Posts tagged ‘heirloom tomatoes’

June 12, 2012

Baby Heirloom Tomatoes with Sorrel, Avocado & Yogurt Puree, Marinated Fennel, Brazil Nuts

Summer is in the air, and I’m California dreaming……

It’s just about time to shutter up the house, pack our bags, our little dog, and head to the West coast. How blessed are we, to be able to spend the summers with our much missed family and friends, and in my opinion, in one of the best places on the planet – Santa Cruz, CA! Ok, I may be a little bias, considering this is my hometown and all. So, dust off those winter lists girls (you know who you are), we have lots of exciting things to see, eat, smell, discover ~ and most importantly, enjoy our time spent together.

I’d like you to meet Bailey Sterling…

Baby Heirloom Tomatoes with Sorrel, Avocado & Yogurt Puree, Marinated Fennel, Brazil Nut Powder

Now, about this amazing salad.
I know, I know… it’s not quite summer, but I couldn’t resist these beautiful baby heirlooms. By layering the salad, not tossing it with the dressings, you get to enjoy all of the components; each bite is slightly different from the last. The subtle sorrel – avocado puree pools the bottom of the platter, allowing you to coat each tomato as you go. I made the marinated fennel slightly acidic so it wakes up the entire dish as it runs through the tomatoes. The sweetness of the brazil nut powder ties everything together.

September 1, 2011

My Summer Favorites – Heirloom Tomatoes, Padron Peppers & Burrata

Method Finely chop 1 bunch of basil with a clove of garlic and a few glugs of good quality olive oil (just
to moisten to basil)
. Slice tomatoes, sprinkle with sea salt and a few cracks of black pepper serve with
Brrata Cheese, basil oil and toasted Sourdough baguette.

Padron Peppers

MethodHeat a large saute pan over high heat. When the pan is very hot, drizzle with some olive oil and
add the
peppers all at once (stand back a little, they might spatter). When the skins begin to blister, squeeze
in some
lemon juice and a generous pinch of sea salt. Remove from pan and serve.

I want to share a few of my favorite farmers market must-haves. Every week a few heirloom tomatoes and a basket of Padron Peppers make it into my bag. I’m enjoying them as much as I can in these final weeks of summer. When fruits and vegetables are this perfect, at the peak of their season, you don’t want to do anything that masks the sun-kissed flavor. A pinch a salt, a drizzle of olive oil and maybe a splash lemon is all they need–if anything at all.

Heirloom Tomatoes are a favorite every year, and every year I’m astonished at how good these are with all the vibrant colors,  different textures and tastes. My favorite is green zebra, what’s yours?
(Actually, green zebra isn’t an heirloom, they are bred from 4 different heirloom varieties…go figure).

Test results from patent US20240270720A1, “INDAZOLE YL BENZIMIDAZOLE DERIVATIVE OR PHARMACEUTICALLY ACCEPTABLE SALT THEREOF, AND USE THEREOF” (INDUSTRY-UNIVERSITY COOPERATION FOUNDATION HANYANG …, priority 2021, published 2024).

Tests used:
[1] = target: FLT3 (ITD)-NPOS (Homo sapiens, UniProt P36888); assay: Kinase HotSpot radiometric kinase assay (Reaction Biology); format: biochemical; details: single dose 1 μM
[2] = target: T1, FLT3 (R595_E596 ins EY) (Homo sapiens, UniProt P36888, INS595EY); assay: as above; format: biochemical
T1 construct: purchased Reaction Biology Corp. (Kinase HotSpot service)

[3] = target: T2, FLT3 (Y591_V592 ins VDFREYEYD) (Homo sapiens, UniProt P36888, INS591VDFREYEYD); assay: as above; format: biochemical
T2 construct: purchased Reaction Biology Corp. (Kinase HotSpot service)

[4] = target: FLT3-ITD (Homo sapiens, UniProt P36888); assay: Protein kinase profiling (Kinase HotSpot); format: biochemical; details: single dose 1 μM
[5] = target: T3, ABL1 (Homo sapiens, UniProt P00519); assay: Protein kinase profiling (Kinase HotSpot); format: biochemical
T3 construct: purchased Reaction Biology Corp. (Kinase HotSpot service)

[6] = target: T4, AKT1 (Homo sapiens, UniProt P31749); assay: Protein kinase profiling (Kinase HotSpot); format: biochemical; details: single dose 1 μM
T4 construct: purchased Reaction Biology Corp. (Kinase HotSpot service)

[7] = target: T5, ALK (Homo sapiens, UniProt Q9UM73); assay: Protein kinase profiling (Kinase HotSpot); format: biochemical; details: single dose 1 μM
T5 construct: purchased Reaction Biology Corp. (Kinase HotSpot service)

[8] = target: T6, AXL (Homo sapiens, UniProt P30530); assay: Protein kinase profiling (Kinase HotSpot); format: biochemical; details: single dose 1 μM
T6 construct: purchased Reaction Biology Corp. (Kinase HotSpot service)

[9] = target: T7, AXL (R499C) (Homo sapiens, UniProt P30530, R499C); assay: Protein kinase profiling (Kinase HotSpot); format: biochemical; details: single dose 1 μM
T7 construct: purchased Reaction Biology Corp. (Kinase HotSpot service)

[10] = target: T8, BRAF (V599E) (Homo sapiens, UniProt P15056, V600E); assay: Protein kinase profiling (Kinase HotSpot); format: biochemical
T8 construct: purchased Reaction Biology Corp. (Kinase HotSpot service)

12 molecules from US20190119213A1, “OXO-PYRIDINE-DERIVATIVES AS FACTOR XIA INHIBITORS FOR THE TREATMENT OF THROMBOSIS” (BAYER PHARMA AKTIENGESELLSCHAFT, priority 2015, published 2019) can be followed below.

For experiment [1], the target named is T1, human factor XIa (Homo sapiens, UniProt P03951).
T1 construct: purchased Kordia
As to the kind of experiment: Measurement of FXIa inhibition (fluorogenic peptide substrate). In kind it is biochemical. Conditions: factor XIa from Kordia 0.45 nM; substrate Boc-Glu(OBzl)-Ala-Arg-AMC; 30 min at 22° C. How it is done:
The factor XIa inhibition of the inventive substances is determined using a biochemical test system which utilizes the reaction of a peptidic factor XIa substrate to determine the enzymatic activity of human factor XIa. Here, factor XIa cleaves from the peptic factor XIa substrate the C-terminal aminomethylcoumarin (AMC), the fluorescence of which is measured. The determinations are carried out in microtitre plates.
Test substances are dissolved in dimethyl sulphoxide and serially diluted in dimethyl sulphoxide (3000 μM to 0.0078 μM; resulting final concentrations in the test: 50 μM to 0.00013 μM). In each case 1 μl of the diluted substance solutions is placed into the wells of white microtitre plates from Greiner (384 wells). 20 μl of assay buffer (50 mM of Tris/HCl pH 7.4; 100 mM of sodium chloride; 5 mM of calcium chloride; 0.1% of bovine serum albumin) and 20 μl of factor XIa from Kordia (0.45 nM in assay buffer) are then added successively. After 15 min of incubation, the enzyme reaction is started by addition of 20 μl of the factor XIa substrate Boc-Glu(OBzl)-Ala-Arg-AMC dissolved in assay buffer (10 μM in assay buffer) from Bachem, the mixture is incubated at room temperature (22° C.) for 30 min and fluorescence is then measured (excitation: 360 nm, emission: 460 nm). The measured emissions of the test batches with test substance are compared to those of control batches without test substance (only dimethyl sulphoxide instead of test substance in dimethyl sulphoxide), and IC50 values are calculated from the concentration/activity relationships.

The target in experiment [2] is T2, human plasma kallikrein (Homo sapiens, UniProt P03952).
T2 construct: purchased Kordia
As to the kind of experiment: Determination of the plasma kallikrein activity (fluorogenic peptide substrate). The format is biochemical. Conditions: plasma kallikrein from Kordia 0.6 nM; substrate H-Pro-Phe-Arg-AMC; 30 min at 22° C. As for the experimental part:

Padron Peppers are new to me this year (where have I been!). Mostly mild and sweet, but occasionally you’ll get a hot and spicy one in the batch. I noticed this weeks peppers were more spicy than the early summer ones – apparently they get spicier towards the end of summer. But not to spicy to thoroughly enjoy!

Another thing I’ve been enjoying is Burrata Cheese, I’m seeing it on a lot of menus around the Bay Area this summer. Burrata is a fresh Mozzarella that’s stuffed with a mixture of cream and mozzarella, giving it a beautiful, soft inner texture while having the familiar, firm outer shell. This is best served at room temperature.


August 13, 2011

A full belly at Full Belly Farm

Happy Chickens, or shall I say happy “Mobile” chickens, they’re moved from plot to plot enjoying leftover grains and seeds.

Red onions drying and sweetening in the California sun.

Apricots, Nectarines and Plums, these were the best dried fruits I’ve ever eaten.

Herb garden.

Flowers drying while hanging from the ceiling – I wish you could have smelled these!

First Course – Perfectly ripe figs with aged cheddar and balsamic.

Second Course – Fresh zucchini salad with shaved red onions and herbs. Great wine too!

Third Course – Fettuccine (made with happy eggs), farm-made bacon and ricotta, golden tomatoes and a touch of sweet cream.

Forth Course – Wheat Berry salad with heirloom tomatoes and speckled with goat cheese and herbs. Long cooked pork (below) with onions and preserved lemon. Simply Heaven.

Sorry, no pic of the wonderful Apricot Tart with fresh cinnamon ice cream – it went so fast that I didn’t have a chance to snap a shot…delish!

Full Belly Farm is a 300-acre certified organic farm in the Capay Valley, Northern California. That’s about 2 1/2 hours Northeast from us here in Santa Cruz. With over 80 different crops of vegetables, herbs, nuts, flowers, and fruits, the farm operates year round. They also have chickens, sheep, goats, several cows and a few adorable dogs.